Archive for September 6th, 2011

Earlier today, I addressed a provocative look at WAR from a philosophical point of view. However, there was one statistical element nestled within the IIATMS post that seems worthy of a closer examination.

There is, however, significant evidence that pitching staffs with extreme batted ball tendencies can dramatically affect their outfielders UZR numbers.  (These extremes I defined at upward of 40% at the high end and below 33% at the low end.)

Average OF UZR for FB% > 40.0: 10.1
Average OF UZR for FB% < 33.0: -10.6

Of the sixteen teams at the high end of the range, five finished #1 in their league in OF UZR.  Of the 21 teams at the low-end, only five finished with a UZR north of zero

If there really “significant evidence” to support such a conclusion?

Based on current data, there are actually 15 teams that have had a FB% above 40% and 23 teams with a FB% below 33%, but otherwise the general findings from the post are accurate (four high FB teams had a negative UZR, while five low FB teams had a positive UZR). So, it does seem as if there is a link between the two elements. However, when you consider that a relatively few teams have exhibited extreme fly ball tendencies (38), and of that group almost half (18) were from 2003-2005 (a period when batted ball data collection was less refined as it is now), it’s hard to draw any meaningful conclusion from such an arbitrary analysis.

Furthermore, if one compares the fly ball rate of every team since 2003 to its outfield UZR, the correlation is a very low .14. What’s more, within each “extreme” end of the entire sample, there also isn’t a compelling correlation (.18 at the high end and -.30 at the low end). So, that leaves us wondering why being at the extreme end of the defined fly ball parameters would influence the positive or negative value of outfield UZR. Finally, it’s worth noting that If UZR/150 is used instead of UZR, the mean rates at each extreme parameter are +4.4 on the high end and -3.5 on the low end, and the overall correlation is a similar .15.

One reason why there may not be much of a correlation between the two figures is because FB% is based only on balls put in play. By ignoring, among other things, strikeout rate, and therefore total chances, using batted ball percentages can be misleading. The 2010 Giants are a perfect example of this dynamic. Last year, San Francisco pitchers allowed the second highest fly ball rate at 40.7%, but also struck out a league leading 1,331 batters. As a result, the team’s outfielders only encountered 884 balls into the “outfield zone”, which ranked 19th in the major leagues.

Somewhere in the data may be a meaningful link between fly ball rates and outfield UZR, but on the surface, it seems mostly anecdotal. For a link to the data used in this quick analysis click here, and feel free to pass along any more meaningful findings derived from its use.

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Is WAR the new RBI? That was the question asked in a thought provoking post at IIATMS, which is sure to draw a new battle line in the statistical debate over the value of composite metrics.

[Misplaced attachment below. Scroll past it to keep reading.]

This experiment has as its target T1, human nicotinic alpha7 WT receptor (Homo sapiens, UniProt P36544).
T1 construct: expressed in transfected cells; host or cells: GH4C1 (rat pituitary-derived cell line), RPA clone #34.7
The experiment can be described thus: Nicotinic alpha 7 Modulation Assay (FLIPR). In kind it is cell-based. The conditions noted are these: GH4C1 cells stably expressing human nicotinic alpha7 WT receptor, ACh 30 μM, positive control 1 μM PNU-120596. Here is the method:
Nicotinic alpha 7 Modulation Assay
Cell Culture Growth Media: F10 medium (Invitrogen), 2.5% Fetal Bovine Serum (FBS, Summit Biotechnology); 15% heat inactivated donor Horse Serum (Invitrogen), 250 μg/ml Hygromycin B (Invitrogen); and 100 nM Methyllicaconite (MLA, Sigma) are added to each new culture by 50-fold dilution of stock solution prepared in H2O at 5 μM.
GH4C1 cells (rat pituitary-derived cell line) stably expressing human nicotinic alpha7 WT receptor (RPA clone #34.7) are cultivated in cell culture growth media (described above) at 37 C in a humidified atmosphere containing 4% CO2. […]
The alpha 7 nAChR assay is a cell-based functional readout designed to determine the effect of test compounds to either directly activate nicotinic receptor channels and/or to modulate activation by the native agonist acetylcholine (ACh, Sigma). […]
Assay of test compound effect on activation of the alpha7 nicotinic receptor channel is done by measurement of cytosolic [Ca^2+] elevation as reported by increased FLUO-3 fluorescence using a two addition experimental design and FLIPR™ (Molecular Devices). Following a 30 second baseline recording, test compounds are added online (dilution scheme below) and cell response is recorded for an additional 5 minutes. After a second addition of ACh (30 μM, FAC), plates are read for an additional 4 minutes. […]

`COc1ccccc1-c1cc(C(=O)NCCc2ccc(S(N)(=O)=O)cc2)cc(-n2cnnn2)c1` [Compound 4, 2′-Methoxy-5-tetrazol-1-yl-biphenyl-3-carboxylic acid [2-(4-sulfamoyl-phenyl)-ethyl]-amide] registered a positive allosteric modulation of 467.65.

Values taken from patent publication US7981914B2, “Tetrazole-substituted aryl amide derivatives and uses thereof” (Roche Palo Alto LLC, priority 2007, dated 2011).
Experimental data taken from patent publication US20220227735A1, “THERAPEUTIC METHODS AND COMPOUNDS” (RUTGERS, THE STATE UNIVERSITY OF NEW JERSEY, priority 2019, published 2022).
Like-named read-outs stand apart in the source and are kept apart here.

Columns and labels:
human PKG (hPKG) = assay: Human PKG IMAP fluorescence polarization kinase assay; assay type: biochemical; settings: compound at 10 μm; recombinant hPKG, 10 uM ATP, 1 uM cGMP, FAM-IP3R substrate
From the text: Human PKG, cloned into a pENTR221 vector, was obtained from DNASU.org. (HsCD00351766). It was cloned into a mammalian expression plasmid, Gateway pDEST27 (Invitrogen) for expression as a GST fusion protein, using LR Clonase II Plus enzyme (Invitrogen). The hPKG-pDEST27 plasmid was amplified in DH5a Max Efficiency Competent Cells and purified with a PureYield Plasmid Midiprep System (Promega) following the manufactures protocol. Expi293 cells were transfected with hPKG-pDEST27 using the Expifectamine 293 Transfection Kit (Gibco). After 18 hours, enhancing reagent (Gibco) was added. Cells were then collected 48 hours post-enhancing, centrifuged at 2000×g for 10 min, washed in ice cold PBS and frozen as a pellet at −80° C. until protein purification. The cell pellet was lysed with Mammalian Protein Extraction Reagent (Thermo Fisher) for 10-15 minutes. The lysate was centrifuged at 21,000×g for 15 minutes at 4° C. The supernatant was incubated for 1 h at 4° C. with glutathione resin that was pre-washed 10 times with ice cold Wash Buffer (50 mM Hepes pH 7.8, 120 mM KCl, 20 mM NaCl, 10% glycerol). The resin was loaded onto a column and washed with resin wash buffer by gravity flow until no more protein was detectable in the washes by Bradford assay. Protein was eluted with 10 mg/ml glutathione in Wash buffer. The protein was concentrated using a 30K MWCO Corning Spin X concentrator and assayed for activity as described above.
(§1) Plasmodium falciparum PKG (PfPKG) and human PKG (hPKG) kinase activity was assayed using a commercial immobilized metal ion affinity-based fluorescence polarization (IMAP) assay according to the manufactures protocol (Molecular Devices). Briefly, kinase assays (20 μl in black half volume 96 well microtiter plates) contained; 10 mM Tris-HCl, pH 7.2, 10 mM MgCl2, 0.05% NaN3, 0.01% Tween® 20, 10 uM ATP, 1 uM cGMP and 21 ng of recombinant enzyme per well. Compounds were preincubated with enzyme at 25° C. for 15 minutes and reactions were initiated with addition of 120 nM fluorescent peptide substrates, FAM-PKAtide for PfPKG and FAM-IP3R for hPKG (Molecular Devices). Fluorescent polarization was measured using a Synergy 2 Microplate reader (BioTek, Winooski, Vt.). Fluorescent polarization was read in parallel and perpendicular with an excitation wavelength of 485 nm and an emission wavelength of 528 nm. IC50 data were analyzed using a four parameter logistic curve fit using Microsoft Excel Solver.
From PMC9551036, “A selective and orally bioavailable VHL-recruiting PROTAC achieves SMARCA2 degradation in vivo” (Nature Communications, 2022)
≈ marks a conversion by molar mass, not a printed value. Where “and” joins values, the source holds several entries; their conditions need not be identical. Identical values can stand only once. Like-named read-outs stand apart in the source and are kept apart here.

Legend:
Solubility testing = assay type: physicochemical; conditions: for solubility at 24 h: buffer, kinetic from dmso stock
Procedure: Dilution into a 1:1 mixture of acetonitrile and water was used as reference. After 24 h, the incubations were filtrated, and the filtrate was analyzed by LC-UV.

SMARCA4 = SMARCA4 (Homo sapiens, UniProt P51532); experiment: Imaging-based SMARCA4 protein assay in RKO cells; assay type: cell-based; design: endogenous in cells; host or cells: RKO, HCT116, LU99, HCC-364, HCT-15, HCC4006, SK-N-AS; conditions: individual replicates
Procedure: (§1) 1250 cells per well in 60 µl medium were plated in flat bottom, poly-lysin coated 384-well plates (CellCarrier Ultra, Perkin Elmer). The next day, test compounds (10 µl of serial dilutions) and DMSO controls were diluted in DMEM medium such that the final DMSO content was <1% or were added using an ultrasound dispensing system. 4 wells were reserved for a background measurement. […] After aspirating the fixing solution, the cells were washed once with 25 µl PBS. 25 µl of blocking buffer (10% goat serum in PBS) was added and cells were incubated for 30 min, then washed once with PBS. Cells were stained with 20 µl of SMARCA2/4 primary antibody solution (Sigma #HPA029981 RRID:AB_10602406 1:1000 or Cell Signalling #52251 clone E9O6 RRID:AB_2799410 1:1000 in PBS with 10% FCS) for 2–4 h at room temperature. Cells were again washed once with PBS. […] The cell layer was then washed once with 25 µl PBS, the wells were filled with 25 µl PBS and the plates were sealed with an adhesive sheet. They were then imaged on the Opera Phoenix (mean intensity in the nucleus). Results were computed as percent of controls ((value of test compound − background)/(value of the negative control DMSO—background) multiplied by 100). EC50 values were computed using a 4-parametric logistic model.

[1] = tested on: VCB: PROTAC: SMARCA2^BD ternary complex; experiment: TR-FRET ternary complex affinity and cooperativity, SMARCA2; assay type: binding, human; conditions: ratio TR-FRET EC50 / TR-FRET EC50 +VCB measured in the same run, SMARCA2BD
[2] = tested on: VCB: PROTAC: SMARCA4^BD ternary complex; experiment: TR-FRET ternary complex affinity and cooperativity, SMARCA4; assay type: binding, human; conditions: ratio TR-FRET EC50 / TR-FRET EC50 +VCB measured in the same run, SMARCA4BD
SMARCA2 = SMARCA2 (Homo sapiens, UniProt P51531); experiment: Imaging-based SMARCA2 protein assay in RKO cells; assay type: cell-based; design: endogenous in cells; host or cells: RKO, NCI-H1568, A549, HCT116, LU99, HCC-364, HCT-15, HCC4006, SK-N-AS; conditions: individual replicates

How much of Adrian Gonzalez' success is attributable to those who get on base before him?

At the heart of author’s argument is the suggestion that WAR, like RBIs, is context-based because so many elements of performance are interconnected. To illustrate this point, Adrian Gonzalez’ higher career OPS with men on base is offered as one of the exhibits. In this case, the implication is that Gonzalez’ performance benefits from his teammates getting on base ahead of him (just like with RBIs), so it’s unfair to consider OBP and SLG as strictly individual stats.  If we look more closely at Gonzalez’ splits, however, we see that a significant portion of his 50 OPS increase with men on base stems from the 108 intentional walks he has been given (he has only received two with no men on). Although one could still argue that those intentional walks are as much attributable to the men on base as the pitcher’s fear of Gonzalez, it raises other questions as well. Specifically, one must then also consider to what degree the hitters batting ahead of Gonzalez benefit from his presence in the lineup?

It should be pretty obvious that everything that happens on a baseball field is interconnected. Not only do players interact with their teammates, but the opposition has a say as well. In particular, the pitcher influences a batter’s outcome as much as any variable present on his team (other than his individual batting skill). Using the same example, we could posit that Gonzalez has a higher OPS with men on base because stronger pitchers don’t allow them as frequently as weaker ones (and especially not when they are on top of their game). If so, we might then expect to see that all hitters have a higher OPS with men on base, and in fact, this is the case. Since Gonzalez broke into the majors, the average OPS gap in these two splits is 34 points.


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